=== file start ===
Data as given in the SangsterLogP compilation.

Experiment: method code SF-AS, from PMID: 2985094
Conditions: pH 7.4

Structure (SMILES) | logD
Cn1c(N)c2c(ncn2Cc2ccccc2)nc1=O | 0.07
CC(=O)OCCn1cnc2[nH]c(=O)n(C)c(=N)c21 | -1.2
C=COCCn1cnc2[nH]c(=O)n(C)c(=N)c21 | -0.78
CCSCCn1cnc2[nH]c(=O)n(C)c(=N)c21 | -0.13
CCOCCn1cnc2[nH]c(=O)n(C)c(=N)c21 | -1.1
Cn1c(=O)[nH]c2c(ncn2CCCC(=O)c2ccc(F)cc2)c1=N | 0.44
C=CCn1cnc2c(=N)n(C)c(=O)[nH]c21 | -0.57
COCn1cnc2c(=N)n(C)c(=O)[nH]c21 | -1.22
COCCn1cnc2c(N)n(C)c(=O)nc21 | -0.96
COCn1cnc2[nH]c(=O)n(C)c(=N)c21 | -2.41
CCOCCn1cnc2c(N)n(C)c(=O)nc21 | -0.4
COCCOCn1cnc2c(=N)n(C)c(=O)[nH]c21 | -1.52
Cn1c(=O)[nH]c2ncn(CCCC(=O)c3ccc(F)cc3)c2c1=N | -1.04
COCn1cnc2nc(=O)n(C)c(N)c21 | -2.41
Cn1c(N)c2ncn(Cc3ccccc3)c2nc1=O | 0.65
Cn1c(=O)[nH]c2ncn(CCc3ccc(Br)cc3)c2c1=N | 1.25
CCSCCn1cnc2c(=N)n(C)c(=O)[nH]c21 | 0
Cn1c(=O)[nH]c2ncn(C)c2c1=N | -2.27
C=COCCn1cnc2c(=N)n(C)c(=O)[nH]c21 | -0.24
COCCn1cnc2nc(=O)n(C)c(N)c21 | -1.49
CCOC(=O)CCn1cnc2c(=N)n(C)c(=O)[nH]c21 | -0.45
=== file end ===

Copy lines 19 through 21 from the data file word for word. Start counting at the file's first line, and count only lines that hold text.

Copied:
Cn1c(N)c2ncn(Cc3ccccc3)c2nc1=O | 0.65
Cn1c(=O)[nH]c2ncn(CCc3ccc(Br)cc3)c2c1=N | 1.25
CCSCCn1cnc2c(=N)n(C)c(=O)[nH]c21 | 0